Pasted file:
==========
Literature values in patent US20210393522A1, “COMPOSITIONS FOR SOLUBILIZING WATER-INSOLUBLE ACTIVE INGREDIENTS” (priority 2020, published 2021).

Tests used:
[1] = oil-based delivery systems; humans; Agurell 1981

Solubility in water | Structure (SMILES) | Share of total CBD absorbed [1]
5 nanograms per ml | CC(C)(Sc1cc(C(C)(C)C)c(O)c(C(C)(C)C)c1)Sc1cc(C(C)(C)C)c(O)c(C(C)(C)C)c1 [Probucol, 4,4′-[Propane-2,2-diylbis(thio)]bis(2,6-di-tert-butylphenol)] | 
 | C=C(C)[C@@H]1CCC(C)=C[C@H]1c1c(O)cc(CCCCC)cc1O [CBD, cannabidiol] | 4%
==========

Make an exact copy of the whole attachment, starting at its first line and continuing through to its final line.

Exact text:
Literature values in patent US20210393522A1, “COMPOSITIONS FOR SOLUBILIZING WATER-INSOLUBLE ACTIVE INGREDIENTS” (priority 2020, published 2021).

Tests used:
[1] = oil-based delivery systems; humans; Agurell 1981

Solubility in water | Structure (SMILES) | Share of total CBD absorbed [1]
5 nanograms per ml | CC(C)(Sc1cc(C(C)(C)C)c(O)c(C(C)(C)C)c1)Sc1cc(C(C)(C)C)c(O)c(C(C)(C)C)c1 [Probucol, 4,4′-[Propane-2,2-diylbis(thio)]bis(2,6-di-tert-butylphenol)] | 
 | C=C(C)[C@@H]1CCC(C)=C[C@H]1c1c(O)cc(CCCCC)cc1O [CBD, cannabidiol] | 4%